A while ago hubby watched a movie one night when he couldn’t sleep. Me – I was of course so far in zzz land that I don’t think I knew that he was even up that night. The next morning, he told me of a movie that he watched and how much he enjoyed it and that he thinks I should watch it.
And so last night I did.
And it was wonderful.
It’s a story written by Mitch Albom of “Tuesdays with Morrie” fame. And it tells the true of story of Mitch’s experience of visiting his Rabbi who asked me to prepare a eulogy for him. At the time of the request, the Rabbi was 82 – he eventually died at age 90 and in the intervening years Mitch Albom used to visit his Rabbi regularly to prepare a eulogy based on who the man was, not just the man as a Rabbi. This experience led Mitch Albom to take a journey to not only question his faith, but other faiths as well.
At the same time, while he was visiting with his Rabbi, Mitch Albom meets and eventually befriends a black protestant pastor who is ministering in the poorest area of Detroit. In fact, the area is so poor that their 100-year-old church building has a huge hole in the roof, and they have no money to fix it. Mitch Albom questions whether he should assist, as this pastor – Pastor Henry Covington – as he had been a drug addict, convicted of murder and he had no idea as to whether he can trust him or not.
As quoted from Mitch Albom’s website:
Feeling unworthy, Albom insists on understanding the man better, which throws him back into a world of faith he’d left years ago. Meanwhile, closer to his current home, Albom becomes involved with a Detroit pastor – a reformed drug dealer and convict – who preaches to the poor and homeless in a decaying church with a hole in its roof.
Moving between their worlds, Christian and Jewish, African-American and white, impoverished and well-to-do, Mitch observes how these very different men employ faith similarly in fighting for survival: the older, suburban rabbi, embracing it as death approaches; the younger, inner-city pastor relying on it to keep himself and his church afloat.
As America struggles with hard times and people turn more to their beliefs, Mitch and the two men of God explore issues that perplex modern man: how to endure when difficult things happen; what heaven is; intermarriage; forgiveness; doubting God; and the importance of faith in trying times. Although the texts, prayers and histories are different, Albom begins to realize a striking unity between the two worlds – and indeed, between beliefs everywhere.
In the end, as the rabbi nears death and a harsh winter threatens the pastor’s wobbly church, Albom sadly fulfils the last request and writes the eulogy. And he finally understands what both men had been teaching all along: the profound comfort of believing in something bigger than yourself.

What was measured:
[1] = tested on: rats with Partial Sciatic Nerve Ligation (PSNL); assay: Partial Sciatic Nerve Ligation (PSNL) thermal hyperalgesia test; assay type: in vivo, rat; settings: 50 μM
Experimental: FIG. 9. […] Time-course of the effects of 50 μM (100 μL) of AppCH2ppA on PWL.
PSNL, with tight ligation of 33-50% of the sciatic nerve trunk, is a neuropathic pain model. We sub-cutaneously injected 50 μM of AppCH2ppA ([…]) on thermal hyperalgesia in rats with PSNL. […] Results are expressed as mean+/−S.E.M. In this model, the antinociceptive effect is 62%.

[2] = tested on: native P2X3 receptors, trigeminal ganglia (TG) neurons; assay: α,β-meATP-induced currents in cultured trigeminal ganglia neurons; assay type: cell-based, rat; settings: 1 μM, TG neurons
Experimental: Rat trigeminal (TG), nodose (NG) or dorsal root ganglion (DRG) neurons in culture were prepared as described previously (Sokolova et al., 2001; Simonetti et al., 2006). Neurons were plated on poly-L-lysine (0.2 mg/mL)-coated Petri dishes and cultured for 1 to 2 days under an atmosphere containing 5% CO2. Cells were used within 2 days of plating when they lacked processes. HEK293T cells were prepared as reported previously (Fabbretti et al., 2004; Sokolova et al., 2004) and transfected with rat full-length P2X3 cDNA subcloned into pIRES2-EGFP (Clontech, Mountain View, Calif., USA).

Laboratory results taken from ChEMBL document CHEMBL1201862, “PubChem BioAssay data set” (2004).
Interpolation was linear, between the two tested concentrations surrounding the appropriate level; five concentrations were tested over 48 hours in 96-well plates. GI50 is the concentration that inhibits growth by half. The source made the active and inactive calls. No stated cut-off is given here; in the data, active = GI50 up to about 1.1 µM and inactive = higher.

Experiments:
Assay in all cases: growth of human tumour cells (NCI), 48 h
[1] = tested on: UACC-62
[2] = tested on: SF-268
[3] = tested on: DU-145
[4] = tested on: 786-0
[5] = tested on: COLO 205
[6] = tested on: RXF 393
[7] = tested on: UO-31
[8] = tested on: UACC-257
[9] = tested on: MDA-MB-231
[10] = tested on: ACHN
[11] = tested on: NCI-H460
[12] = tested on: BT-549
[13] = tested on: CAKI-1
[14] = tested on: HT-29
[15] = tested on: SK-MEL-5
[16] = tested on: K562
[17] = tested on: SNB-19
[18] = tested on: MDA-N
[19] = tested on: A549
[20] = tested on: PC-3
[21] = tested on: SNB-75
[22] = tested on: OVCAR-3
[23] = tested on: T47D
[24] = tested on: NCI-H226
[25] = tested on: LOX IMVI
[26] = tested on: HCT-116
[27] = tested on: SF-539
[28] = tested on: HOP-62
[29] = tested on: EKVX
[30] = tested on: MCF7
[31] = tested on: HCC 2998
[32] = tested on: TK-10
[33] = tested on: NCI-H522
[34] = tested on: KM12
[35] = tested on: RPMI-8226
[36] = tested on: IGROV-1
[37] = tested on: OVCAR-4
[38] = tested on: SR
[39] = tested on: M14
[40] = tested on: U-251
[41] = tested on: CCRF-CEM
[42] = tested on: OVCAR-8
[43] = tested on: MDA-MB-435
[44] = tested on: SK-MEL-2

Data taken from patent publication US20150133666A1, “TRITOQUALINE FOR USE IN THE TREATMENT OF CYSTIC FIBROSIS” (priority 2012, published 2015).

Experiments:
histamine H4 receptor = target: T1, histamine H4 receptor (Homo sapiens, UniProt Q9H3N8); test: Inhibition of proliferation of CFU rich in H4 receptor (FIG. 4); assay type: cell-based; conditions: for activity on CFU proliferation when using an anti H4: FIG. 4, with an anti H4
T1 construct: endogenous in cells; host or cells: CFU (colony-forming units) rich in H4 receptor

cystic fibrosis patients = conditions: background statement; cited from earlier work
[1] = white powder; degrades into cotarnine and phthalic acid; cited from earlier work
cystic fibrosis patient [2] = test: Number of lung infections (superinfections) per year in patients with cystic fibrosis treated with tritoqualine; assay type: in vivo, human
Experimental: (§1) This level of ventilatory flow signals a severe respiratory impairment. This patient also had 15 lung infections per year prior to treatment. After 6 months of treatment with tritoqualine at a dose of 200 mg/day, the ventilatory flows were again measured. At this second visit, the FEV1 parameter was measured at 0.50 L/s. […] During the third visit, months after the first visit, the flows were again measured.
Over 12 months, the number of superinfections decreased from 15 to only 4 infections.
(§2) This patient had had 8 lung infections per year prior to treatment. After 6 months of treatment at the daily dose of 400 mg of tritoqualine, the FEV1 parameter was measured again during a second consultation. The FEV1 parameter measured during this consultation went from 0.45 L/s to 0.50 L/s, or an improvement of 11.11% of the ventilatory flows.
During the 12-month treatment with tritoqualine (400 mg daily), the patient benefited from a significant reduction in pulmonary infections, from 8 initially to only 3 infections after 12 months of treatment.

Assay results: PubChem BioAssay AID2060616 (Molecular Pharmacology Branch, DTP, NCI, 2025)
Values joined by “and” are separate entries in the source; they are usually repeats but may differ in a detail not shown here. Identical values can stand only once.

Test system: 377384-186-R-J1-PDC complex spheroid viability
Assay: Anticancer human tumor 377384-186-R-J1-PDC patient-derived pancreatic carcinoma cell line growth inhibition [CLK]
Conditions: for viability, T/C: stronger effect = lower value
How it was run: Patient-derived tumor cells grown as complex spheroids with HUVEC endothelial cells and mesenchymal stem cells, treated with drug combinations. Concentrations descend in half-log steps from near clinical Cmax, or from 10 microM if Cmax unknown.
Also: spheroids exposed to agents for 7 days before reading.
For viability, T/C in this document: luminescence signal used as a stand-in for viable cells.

Have a Little Faith is a book about a life’s purpose; about losing belief and finding it again; about the divine spark inside us all. It is one man’s journey, but it is everyone’s story.”
The think that I liked most about this move is that Mitch Albom reminded me so much of my husband. My husband is a man with a heart of gold, who will help wherever he can, but who doubts and is cynical when it comes to faith and matters of the heart. And yet, because of this doubt, has faith at the very same time – you doubt what you do have, not what you don’t or what doesn’t matter. My husband will do whatever he can to help someone who needs it. In fact, his whole business model is to set up a business that people can use to make something of themselves, to work and earn their own money and be in charge of their own destiny – to set themselves up as “agents” of his business model and only their effort and dedication to their work will determine how much money they make or how well they do. That is my husband – always thinking of others. I am so proud of him and I am proud of the fact that he has this good heart.
I hope that I can always be the wife that my husband needs me to be – that I can love him, encourage him and gently show him the way to go. I hope that the stress of this world doesn’t cause my husband to lose his faith – and I hope his faith does not cause him to lose his cynicism. I know that sounds weird, but I love the fact that he questions – he doesn’t just accept and it is in questioning that we find answers. But only when we ask the right questions.
Thank you Lord for giving this man to me as my husband.
Every good and perfect gift is from above, coming down from the Father of the heavenly lights, who does not change like shifting shadows.
So my favourite quotes from the movie:
“I think people expect too much from marriage today,’ he said. ‘ They expect perfection. Every moment should be bliss. That’s TV or movies. But that is not the human experience. . . . Twenty good minutes here, forty good minutes there, it adds up to something beautiful. The trick is when things aren’t so great; you don’t junk the whole thing. It’s okay to have an argument. It’s okay that the other one nudges you a little, bothers you a little. It’s part of being close to someone. But the joy you get from that same closeness–when you watch your children, when you wake up and smile at each other–that . . . is a blessing. People forget that.” ― Mitch Albom, Have a Little Faith: The Story of a Last Request
“So, have we solved the secret of happiness?”
“I believe so,” he said
“Are you going to tell me?”
“For what you have. For the love you receive. And for what God has given you.”
Watch the movie – read the book. It is well worth it.